The United States has one of the highest teenage birth rates amongst other industrialized nations.
And some have blamed the US’s more conservative methods of sexual education. So, we wanted
to know, why is the US so far behind?
Well, according to the most recent World Bank data, which measures teen births from girls
aged 15 to 19, Europe has most of the world’s lowest teen birth rates. Frontrunner countries
like Italy, Germany, and Switzerland reported rates below 4 teen births per thousand people.
Sweden, France, the Netherlands, Denmark and Belgium also had low rates - just 5 or 6 teen
births per thousand people. Overall, European countries tend to have less than 20 teen births
Why? Well, Europe’s low teen birth rate has been partially attributed to their progressive
sexual education. One researcher found that in the Netherlands, parents and teachers focus
less on the “dangers of sex”, and more on the normal, positive aspects. Dutch teenagers
are therefore less likely to be secretive and misinformed about their first sexual experiences.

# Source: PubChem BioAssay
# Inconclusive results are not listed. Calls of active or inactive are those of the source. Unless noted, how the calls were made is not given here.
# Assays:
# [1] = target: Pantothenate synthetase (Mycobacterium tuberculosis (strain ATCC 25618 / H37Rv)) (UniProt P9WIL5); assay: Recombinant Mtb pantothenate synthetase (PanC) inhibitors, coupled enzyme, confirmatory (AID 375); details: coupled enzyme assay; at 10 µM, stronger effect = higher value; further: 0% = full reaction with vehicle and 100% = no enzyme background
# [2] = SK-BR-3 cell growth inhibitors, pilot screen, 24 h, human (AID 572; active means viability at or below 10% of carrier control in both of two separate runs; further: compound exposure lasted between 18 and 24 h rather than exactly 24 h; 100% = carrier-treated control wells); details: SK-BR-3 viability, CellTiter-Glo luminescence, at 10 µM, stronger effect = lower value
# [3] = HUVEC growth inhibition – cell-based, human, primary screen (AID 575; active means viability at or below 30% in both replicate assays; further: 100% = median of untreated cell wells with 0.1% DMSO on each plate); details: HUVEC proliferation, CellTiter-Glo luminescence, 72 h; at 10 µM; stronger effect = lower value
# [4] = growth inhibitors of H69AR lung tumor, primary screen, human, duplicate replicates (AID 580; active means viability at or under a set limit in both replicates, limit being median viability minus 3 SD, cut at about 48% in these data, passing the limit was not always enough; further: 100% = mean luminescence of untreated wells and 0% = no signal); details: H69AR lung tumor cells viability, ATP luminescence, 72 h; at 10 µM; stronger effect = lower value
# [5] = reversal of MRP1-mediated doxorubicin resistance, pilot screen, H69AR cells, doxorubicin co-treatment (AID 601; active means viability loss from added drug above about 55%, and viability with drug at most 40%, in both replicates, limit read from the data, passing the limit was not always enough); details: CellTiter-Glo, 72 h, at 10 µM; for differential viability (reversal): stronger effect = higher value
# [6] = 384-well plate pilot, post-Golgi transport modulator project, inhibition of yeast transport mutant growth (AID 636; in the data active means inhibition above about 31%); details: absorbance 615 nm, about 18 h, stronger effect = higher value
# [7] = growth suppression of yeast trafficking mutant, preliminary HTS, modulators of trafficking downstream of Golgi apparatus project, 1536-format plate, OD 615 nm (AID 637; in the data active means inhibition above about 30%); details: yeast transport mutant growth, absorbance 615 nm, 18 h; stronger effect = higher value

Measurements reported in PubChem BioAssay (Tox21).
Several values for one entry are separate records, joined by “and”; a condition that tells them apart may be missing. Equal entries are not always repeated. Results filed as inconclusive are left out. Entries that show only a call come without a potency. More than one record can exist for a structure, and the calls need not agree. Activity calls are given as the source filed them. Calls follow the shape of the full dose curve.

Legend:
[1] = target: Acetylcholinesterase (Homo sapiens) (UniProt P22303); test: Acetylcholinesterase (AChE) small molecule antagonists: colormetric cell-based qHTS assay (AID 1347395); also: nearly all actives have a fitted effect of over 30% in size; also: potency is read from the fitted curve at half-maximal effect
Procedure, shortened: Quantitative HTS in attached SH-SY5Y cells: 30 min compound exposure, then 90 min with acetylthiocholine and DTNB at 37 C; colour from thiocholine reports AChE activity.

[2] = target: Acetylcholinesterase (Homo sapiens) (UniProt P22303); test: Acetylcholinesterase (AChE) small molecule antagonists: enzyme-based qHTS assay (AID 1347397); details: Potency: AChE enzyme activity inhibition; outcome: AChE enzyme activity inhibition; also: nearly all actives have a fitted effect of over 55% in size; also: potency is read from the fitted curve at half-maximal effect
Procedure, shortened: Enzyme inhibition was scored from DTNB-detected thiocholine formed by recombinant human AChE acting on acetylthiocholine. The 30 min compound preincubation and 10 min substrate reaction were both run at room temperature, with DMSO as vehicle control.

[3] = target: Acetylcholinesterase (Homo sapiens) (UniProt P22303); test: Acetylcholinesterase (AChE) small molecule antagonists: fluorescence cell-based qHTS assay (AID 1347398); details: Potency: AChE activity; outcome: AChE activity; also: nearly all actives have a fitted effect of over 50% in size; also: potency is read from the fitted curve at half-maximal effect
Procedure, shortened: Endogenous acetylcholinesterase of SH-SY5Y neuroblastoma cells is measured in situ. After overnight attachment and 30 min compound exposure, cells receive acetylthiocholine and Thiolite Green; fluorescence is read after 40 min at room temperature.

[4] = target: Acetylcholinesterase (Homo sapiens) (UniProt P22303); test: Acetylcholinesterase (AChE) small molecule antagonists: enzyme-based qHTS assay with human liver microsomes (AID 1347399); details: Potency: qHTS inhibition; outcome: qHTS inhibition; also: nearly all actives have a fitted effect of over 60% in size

Other northern European countries in particular, hold that young people are still “rights
holders”, and are entitled to correct and comprehensive sex education.
The US, by contrast, has one of the highest teenage birth rates of all the developed nations
- around 30 teen births per thousand. Many believe that this high rate has to do with
their more repressive views towards teen sex. In southern states especially, they teach
abstinence-only sexual education, which leaves out key details about pregnancy and diseases.
United Nations reports have noted that this kind of education can backfire, and contribute
to more risky sexual behavior. The US also has a generally more negative attitude towards
sex, highlighting the “dangers” and the risks associated with it instead of the benefits
of a healthy, intimate relationship.
So does sex ed make a difference? Well, there certainly seems to be a positive correlation
between comprehensive sex ed and low teen birth rates. However, not all countries follow
this pattern, and many scholars still disagree on the best method to decrease teen births.
Some United Nations officials maintain that, although the rates of teen sex are unlikely
to change, the safety of teen sex can be significantly improved with sexual education.
When it comes to Sex education, Germany is miles ahead of the United States. To learn
just how successful their program is, check out the story from Seeker here. There’s
a link to that video in the description if you’re on your phone. Thanks for watching